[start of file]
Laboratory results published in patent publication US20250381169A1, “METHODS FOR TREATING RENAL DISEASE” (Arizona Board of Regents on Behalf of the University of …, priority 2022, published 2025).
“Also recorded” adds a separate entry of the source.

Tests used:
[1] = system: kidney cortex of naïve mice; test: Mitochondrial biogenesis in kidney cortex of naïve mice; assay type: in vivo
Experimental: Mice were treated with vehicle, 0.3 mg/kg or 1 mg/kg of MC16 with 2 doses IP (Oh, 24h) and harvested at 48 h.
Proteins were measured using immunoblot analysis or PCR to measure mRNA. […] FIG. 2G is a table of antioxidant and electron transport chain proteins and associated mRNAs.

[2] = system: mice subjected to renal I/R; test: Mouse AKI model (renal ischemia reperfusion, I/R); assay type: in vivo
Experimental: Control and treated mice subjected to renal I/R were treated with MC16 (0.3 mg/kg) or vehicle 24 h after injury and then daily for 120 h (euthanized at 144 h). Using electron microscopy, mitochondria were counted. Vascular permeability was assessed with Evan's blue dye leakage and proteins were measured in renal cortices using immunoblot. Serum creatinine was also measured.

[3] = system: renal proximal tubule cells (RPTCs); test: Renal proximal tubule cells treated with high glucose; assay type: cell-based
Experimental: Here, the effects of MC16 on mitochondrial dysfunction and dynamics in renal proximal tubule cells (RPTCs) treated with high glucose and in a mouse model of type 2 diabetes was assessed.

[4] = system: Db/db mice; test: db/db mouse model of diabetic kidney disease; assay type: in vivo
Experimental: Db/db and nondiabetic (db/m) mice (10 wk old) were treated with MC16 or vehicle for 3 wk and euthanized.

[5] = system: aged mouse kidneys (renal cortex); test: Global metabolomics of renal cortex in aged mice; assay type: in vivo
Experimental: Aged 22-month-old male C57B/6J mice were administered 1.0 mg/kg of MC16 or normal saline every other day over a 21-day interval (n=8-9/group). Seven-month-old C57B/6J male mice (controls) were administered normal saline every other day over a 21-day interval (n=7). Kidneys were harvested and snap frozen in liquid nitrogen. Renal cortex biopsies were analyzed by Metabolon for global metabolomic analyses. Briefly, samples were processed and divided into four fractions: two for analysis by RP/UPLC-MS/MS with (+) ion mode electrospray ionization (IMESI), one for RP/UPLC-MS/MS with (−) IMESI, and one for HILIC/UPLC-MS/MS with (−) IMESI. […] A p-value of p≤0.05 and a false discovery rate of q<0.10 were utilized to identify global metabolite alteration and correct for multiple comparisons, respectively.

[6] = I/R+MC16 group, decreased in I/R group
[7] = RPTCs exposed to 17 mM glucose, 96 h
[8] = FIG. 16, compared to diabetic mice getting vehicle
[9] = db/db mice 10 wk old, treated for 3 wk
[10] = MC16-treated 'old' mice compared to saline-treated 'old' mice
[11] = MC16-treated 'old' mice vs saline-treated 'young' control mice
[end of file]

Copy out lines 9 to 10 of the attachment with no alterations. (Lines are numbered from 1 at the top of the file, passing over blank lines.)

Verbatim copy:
[3] = system: renal proximal tubule cells (RPTCs); test: Renal proximal tubule cells treated with high glucose; assay type: cell-based
Experimental: Here, the effects of MC16 on mitochondrial dysfunction and dynamics in renal proximal tubule cells (RPTCs) treated with high glucose and in a mouse model of type 2 diabetes was assessed.